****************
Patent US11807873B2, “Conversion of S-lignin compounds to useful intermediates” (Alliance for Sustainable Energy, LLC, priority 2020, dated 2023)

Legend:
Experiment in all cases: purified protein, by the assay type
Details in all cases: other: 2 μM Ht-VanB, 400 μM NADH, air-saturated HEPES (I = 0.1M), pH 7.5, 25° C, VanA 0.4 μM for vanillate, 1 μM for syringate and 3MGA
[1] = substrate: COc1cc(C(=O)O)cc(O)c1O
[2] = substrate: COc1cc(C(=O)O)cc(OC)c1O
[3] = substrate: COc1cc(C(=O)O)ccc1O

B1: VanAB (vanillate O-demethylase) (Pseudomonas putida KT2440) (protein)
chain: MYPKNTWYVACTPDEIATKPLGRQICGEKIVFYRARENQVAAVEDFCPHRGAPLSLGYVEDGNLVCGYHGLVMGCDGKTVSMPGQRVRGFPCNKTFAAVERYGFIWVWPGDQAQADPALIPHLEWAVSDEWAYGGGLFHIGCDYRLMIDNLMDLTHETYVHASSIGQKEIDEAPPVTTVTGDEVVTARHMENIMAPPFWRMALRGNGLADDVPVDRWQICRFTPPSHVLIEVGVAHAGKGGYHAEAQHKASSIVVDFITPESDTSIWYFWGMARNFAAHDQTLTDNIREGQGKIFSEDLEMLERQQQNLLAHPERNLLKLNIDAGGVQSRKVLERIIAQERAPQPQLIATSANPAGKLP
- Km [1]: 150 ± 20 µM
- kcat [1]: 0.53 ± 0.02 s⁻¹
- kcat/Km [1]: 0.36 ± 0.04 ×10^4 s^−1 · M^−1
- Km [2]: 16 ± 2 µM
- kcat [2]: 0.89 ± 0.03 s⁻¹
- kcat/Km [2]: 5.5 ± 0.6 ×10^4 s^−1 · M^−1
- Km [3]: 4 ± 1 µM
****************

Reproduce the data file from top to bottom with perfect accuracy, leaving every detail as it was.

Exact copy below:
Patent US11807873B2, “Conversion of S-lignin compounds to useful intermediates” (Alliance for Sustainable Energy, LLC, priority 2020, dated 2023)

Legend:
Experiment in all cases: purified protein, by the assay type
Details in all cases: other: 2 μM Ht-VanB, 400 μM NADH, air-saturated HEPES (I = 0.1M), pH 7.5, 25° C, VanA 0.4 μM for vanillate, 1 μM for syringate and 3MGA
[1] = substrate: COc1cc(C(=O)O)cc(O)c1O
[2] = substrate: COc1cc(C(=O)O)cc(OC)c1O
[3] = substrate: COc1cc(C(=O)O)ccc1O

B1: VanAB (vanillate O-demethylase) (Pseudomonas putida KT2440) (protein)
chain: MYPKNTWYVACTPDEIATKPLGRQICGEKIVFYRARENQVAAVEDFCPHRGAPLSLGYVEDGNLVCGYHGLVMGCDGKTVSMPGQRVRGFPCNKTFAAVERYGFIWVWPGDQAQADPALIPHLEWAVSDEWAYGGGLFHIGCDYRLMIDNLMDLTHETYVHASSIGQKEIDEAPPVTTVTGDEVVTARHMENIMAPPFWRMALRGNGLADDVPVDRWQICRFTPPSHVLIEVGVAHAGKGGYHAEAQHKASSIVVDFITPESDTSIWYFWGMARNFAAHDQTLTDNIREGQGKIFSEDLEMLERQQQNLLAHPERNLLKLNIDAGGVQSRKVLERIIAQERAPQPQLIATSANPAGKLP
- Km [1]: 150 ± 20 µM
- kcat [1]: 0.53 ± 0.02 s⁻¹
- kcat/Km [1]: 0.36 ± 0.04 ×10^4 s^−1 · M^−1
- Km [2]: 16 ± 2 µM
- kcat [2]: 0.89 ± 0.03 s⁻¹
- kcat/Km [2]: 5.5 ± 0.6 ×10^4 s^−1 · M^−1
- Km [3]: 4 ± 1 µM